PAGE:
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Hello all. Ive been spending the night looking through old posts about chelated iron but havnt really seen any brands that someone recommends. if there is a brand that you all use that i can order online can someone please let me know what it is and maybe a website. im getting that yellow leaf right now and would like to correct it. thanks for any help and have a nice day.

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Thanks!!

Scott Roberts said:


Btw - I used the Hannah checker iron meter - and it detects my FeDTPA and FeEDDHA perfectly.

Very interesting, and, amazingly, I completely understood all of it.

What are some plants that act like a good "canary" to detect low iron before the cash crop exhibits signs of low iron?

I have heard Oregano is a good iron "canary" crop. What others are there?



Vlad Jovanovic said:

Howdy 

The 2-3ppm number comes from standard hydroponic research. Much of that research inevitably has it's roots in the 1950's work of Dr.'s Aron and Hoagland - The Water Culture Method for Growing Plants Without Soil, Circular 347, California Agricultural Experiment Station, University of California, Berkeley, CA.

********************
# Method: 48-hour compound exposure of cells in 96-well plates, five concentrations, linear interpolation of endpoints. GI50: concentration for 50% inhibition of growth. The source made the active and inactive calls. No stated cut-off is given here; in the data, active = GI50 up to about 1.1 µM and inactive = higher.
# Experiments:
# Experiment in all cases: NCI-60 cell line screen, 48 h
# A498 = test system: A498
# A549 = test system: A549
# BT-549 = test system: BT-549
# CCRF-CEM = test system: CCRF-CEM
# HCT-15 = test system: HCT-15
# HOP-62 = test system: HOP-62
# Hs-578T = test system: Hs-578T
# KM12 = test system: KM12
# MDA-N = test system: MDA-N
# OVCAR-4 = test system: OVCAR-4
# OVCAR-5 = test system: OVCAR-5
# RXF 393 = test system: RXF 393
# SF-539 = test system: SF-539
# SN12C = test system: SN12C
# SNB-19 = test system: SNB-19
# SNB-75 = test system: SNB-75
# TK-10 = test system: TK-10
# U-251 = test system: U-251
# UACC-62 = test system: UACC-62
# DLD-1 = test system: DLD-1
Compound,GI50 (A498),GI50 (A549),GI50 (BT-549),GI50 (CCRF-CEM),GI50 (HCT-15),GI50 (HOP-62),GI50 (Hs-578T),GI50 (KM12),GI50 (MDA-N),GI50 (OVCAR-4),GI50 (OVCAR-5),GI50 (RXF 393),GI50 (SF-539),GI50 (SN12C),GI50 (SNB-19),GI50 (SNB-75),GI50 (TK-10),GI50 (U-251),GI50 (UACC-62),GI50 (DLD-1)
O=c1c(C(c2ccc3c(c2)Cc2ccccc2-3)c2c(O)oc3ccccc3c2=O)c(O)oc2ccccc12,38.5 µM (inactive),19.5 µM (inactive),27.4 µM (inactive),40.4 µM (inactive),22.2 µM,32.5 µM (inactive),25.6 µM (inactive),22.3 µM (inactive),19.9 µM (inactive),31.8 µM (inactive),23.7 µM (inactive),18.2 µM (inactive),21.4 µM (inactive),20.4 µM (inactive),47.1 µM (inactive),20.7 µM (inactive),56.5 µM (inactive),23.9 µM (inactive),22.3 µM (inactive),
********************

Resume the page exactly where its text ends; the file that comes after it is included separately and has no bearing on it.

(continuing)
I believe in Hoagland's "Solution No1" he used iron ammonium citrate, while in "Solution No.2" an iron chelate was used (to the tune of 2ppm). Personally I think that even this number is excessive (especially for lettuce and greens), but I suppose folks are in luck in terms of irons unique trait of not behaving antagonistically towards any of the other cations (within reason), that and the fact that plants can engage in "luxury consumption" of iron without any apparent deleterious effects. So excessive iron dosing (again, within reason) probably only impacts the pocket book negatively...and not so much the plants. But we should still calculate out an amount...as opposed to "just tossing some in there and seeing if the plants green-up"

mg/L = Solute (mg)                                                     

             Solvent (L)

I shoot for 1-1.5 ppm or because I'm a cheapskate. I only can really know with any certainty how much iron is in any given system the very first time that I add it. After that we top up our water, plants uptake some iron etc...and I can no longer say for certain how much iron is actually present. I do however like to have some iron sensitive plants in a system that will start to exhibit signs of iron deficiency (inter-venal chlorosis in the youngest leaves) before my cash crop does. This lets me know it's probably time to add iron soon.